Quarrelling between the two pilots of the Ever Given seems to have played an important role in the container giant’s grounding in the Suez Canal on 23 March. This follows from conversations recorded by the voyage data recorder on board, reports of which are included in legal documents.

Largely based on these court documents, Bloomberg made an extensive reconstruction. The salient revelation will probably make little difference to liability for damages, however. The pilots were employed by the Suez Canal Authority (SCA), but in its general terms and conditions, SCA rejects all liability. Among other things, these state that the pilots only have an advisory role and that the captain is responsible for navigation at all times.

As is well known, SCA initially demanded a huge amount of compensation from shipping company Shoei Kisen Kaisha for the damage and loss of reputation. Last week, the parties announced that “an agreement” had been reached, presumably for a lower amount, and that the ship would finally be allowed to leave after more than three months. That is now almost a week ago.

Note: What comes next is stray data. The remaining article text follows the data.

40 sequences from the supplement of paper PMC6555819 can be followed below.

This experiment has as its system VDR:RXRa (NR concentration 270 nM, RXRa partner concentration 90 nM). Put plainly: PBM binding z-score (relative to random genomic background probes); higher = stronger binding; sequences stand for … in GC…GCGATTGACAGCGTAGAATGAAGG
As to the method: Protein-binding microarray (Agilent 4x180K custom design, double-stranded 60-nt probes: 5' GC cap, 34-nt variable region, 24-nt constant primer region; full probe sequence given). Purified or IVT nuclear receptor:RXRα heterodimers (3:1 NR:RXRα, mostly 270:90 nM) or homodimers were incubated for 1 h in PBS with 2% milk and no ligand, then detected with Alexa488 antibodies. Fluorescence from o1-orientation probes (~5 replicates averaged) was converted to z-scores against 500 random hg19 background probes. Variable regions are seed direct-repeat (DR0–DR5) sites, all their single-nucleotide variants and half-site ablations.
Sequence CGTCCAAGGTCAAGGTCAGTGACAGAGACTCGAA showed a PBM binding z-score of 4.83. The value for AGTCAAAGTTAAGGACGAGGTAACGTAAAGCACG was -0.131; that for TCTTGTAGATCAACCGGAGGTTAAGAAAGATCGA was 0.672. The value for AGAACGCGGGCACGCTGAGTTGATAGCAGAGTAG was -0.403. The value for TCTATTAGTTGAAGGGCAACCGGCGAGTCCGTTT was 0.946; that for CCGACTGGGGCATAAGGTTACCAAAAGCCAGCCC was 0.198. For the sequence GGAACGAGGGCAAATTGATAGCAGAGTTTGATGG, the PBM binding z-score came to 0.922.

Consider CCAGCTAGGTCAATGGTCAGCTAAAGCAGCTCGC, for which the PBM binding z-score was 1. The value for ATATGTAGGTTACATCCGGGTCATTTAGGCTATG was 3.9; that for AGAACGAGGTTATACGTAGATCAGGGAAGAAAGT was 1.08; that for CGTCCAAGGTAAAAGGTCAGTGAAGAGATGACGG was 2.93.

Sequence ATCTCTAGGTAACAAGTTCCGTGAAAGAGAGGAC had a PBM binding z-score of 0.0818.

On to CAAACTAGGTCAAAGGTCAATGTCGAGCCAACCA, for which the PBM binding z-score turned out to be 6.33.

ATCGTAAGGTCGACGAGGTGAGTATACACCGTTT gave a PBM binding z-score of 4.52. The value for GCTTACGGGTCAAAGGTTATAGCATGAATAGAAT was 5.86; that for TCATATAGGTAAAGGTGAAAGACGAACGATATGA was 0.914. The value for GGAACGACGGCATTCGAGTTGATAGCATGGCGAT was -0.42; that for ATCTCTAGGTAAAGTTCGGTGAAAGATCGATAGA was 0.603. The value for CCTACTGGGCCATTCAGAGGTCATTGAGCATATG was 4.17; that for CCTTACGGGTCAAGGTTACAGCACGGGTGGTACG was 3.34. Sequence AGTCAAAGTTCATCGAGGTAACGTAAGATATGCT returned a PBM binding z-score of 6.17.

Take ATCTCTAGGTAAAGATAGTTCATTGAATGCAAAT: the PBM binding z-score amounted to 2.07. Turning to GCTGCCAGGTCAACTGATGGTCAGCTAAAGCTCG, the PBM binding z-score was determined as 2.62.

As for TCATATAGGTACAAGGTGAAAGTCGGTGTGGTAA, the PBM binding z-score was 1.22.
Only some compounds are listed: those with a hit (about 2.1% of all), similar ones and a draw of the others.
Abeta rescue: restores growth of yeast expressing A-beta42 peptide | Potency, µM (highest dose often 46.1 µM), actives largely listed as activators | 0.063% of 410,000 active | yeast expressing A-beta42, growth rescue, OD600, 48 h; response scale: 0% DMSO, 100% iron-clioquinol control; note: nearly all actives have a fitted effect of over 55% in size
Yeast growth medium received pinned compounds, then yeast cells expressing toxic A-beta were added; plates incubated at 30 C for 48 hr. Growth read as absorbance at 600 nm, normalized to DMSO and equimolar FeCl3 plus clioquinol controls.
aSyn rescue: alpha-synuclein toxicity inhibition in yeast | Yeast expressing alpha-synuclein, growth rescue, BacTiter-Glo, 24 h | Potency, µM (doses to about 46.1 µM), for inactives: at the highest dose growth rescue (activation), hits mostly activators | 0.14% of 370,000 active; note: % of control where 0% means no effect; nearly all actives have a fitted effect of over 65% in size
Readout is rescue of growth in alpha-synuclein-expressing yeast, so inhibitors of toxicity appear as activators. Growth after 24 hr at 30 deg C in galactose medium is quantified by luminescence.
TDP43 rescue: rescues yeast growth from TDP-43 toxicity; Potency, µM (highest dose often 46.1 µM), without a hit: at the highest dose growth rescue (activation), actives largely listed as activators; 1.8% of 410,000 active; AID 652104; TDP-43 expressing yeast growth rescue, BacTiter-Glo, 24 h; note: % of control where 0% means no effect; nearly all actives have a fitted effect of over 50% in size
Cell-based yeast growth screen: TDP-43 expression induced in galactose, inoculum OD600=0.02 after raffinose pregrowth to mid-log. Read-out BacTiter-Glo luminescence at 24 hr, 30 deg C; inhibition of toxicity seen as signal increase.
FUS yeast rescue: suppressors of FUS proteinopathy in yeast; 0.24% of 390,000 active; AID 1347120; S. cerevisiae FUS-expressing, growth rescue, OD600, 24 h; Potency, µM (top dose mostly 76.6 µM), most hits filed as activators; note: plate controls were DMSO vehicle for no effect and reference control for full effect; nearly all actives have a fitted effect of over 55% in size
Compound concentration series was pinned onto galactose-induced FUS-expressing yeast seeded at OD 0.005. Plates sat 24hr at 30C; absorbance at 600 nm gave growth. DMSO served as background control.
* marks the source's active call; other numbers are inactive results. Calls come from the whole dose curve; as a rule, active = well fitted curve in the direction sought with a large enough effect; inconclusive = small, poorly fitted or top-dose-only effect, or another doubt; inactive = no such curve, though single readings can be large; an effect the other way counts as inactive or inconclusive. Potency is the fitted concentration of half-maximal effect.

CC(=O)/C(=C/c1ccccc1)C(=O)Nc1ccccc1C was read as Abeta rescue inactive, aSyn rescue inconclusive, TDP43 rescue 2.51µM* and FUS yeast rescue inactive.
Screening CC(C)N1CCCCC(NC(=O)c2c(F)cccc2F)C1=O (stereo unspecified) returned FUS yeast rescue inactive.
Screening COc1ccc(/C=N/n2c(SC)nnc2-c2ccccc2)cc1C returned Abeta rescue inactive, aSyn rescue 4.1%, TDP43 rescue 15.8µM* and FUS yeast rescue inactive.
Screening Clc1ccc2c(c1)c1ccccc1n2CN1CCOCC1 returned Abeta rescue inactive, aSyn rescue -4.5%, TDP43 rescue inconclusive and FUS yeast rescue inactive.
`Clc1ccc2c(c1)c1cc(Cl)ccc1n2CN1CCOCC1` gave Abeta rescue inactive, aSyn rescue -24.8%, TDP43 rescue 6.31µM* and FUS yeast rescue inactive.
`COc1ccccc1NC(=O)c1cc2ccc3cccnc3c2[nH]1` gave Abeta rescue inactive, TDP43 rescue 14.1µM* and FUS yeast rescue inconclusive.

Also read: ‘Captain’s orders caused container ship Ever Given to run aground’

From conversations recorded by the voyage data recorder on board, and reports of which are included in legal documents, it appears that the pilots gave contradictory instructions and shouted at each other just before the ship ran aground. Presumably insults were exchanged in Arabic as well, but these were not recorded in the conversation reports.


Because the container giant sailing for Evergreen was dealing with strong winds in the narrow channel, the senior pilot gave the helmsman the command ‘full ahead’ to increase manoeuvrability. This would increase the speed to about thirteen knots, whereas the recommended speed on that route is eight knots.

The second pilot, who was lower in rank, objected to this. This led to a confrontation between the two, during which the captain had to intervene. However, by then disaster had already struck because the ship had come too close to the shore and was being sucked towards the bank, the so-called Bernoulli effect. Sailing faster increases this effect.


After the grounding, the two pilots continued to hassle each other, according to the documents seen by Bloomberg, the content of which is disputed by the SCA. But the news agency comes up with a literal quote: ‘These vessels  (in the convoy – ed.) are not supposed to enter,’ said the senior pilot. ‘Why did you let it enter?’ his colleague retorted.

Also read: Container ship Ever Given grounding: Could it happen again?

Picture by the SCA.

This article first appeared in Dutch on NT.nl, a publication of SWZ|Maritime’s publishing partner Promedia.